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Carolyn Astfalk discovers Margaret Rose Realy’s beautifully illustrated book is the perfect reference for every Catholic gardener.

A Garden Catechism: 100 Plants in Christian Tradition and How to Grow Them by Catholic Mom contributing writer Margaret Rose Realy, Obl OSB, and illustrated by Mary Sprague, is a beautiful and infinitely practical book that has become my new companion as my daughters and I plan the various garden beds and boxes in and around our small home.


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Our gardens, composed of mostly native perennials, shrubs, and trees, are a place of joy for us, naturally drawing us to marvel at the wonderful creativity of God and His beautiful design. They also provide opportunities for work and a physical connection with the earth. Gardening literally grounds us and helps bring needed perspective to our world. But one thing our gardens are missing is a connection to our Catholic faith.

Enter A Garden Catechism, which beautifully comprises information I’ve been trying to glean from a variety of sources in books and on the internet. In one place, I have a Catholic garden plan easily customized to our space, hardiness zone, preferences, and religious tradition.

What a joy to find the symbolism tied to many of the plants already filling our beds! Columbine, violets, parsley, winterberry, dogwood, and more. Whether you are establishing a new garden or bringing life to an old one, this catechism is a well-suited companion.

We’ve been considering what to place in a Mary Garden for several years, and since we have a new statue of our Blessed Mother placed and blessed, it’s time to add flowers. This book makes it simple with a handy key denoting plants symbolizing Jesus, the Sacred Heart, Divine Mercy, or Stations of the Cross; Holy Spirit, Fruits of the Spirit, or Virtues; Marian, Immaculate Heart, Rosary; the Bible; Saints or Saint Joseph; and Angels.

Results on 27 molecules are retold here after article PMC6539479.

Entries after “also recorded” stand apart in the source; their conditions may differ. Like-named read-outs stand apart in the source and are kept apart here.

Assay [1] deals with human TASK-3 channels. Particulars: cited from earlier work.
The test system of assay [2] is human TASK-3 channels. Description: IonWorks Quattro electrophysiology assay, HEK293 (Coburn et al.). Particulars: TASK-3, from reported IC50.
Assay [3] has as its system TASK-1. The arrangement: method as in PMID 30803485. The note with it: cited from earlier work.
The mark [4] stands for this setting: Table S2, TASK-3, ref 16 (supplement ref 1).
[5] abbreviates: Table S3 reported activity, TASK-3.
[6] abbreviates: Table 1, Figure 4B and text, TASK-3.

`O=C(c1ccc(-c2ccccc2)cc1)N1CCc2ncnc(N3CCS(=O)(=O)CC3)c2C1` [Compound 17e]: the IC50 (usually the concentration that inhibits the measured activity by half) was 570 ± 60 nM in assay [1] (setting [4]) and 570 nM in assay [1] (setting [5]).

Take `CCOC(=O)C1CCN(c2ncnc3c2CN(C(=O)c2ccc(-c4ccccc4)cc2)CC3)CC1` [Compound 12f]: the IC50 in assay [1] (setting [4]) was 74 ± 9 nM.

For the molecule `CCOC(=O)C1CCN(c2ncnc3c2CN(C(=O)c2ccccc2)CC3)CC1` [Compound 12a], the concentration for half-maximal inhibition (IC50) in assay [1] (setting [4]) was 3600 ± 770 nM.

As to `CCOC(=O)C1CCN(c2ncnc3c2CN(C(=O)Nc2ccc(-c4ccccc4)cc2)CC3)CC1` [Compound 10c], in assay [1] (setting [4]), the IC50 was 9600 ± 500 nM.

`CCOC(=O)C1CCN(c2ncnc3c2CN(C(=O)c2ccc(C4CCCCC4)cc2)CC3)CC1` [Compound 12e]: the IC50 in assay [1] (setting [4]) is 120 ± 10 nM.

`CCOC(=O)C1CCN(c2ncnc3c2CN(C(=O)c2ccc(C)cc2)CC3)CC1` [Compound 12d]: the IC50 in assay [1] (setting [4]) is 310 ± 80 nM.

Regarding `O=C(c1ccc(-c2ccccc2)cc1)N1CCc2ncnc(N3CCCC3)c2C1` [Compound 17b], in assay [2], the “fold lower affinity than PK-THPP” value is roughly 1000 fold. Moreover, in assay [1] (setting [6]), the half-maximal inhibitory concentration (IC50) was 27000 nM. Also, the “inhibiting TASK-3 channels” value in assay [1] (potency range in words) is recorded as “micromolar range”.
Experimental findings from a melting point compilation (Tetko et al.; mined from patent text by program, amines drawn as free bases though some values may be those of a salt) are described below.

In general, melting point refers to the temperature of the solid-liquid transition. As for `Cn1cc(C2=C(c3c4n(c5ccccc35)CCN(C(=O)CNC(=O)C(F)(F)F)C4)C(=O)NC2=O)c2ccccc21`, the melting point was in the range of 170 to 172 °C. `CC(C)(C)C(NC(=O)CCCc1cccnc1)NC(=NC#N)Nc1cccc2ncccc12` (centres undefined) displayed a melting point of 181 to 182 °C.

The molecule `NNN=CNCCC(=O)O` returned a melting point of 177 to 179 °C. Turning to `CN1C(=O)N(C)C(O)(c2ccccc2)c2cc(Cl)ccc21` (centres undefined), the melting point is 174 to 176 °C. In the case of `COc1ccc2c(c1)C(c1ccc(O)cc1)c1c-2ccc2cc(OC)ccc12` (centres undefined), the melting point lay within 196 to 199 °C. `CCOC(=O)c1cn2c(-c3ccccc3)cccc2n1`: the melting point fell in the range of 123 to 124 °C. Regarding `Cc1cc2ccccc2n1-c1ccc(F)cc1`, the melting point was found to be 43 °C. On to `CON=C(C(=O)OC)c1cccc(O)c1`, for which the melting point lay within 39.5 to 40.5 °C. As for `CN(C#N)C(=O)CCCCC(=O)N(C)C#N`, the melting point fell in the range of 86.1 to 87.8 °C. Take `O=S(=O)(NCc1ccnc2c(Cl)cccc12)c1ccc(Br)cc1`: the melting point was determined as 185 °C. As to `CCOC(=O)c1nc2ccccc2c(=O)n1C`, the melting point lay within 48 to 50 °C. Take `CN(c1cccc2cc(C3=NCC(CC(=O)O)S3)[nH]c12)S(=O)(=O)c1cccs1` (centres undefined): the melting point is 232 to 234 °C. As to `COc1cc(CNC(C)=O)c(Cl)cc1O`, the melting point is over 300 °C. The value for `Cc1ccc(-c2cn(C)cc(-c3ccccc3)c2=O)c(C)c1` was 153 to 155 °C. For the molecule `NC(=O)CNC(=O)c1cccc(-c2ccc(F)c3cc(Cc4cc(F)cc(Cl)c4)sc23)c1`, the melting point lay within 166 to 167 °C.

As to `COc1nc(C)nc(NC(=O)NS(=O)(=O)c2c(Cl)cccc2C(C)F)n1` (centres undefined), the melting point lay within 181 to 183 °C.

Plants are organized (and color-coded for handy reference) by flowers, herbs and edibles, grasses and more, and trees and shrubs. Two pages of detail are provided for each plant.

Take, for instance, a spring favorite: the tulip. On its pages are listed its scientific and common name, an illustration, and an explanation of its history and Christian reference. Under the heading “Culture” is detailed information about various species of the plant; hardiness zone; its watering, soil, and sunlight needs; height and spreading distance; specific cultivars; and even helpful tips such as susceptibility to pests and neighborhood grazers, such as deer. A text box highlights symbolism and prayer garden themes. In the margin are both prayer garden theme and landscape symbols.

Looking for a shrub for your saint-themed patch in full shade near the black walnut tree? This book has you covered.

A Garden Catechism also includes helpful guidance on how to create a garden, including the three Ds: discern, design, and develop. For the beginner or novice gardener, there are sections on gardening basics, an introduction to prayer gardens, and supplemental information on topics such as creating a religious shrine and flowers of the Shroud of Turin.

This beautiful reference has earned its place at the top of our stack of gardening books.




Copyright 2023 Carolyn Astfalk
Images: Canva

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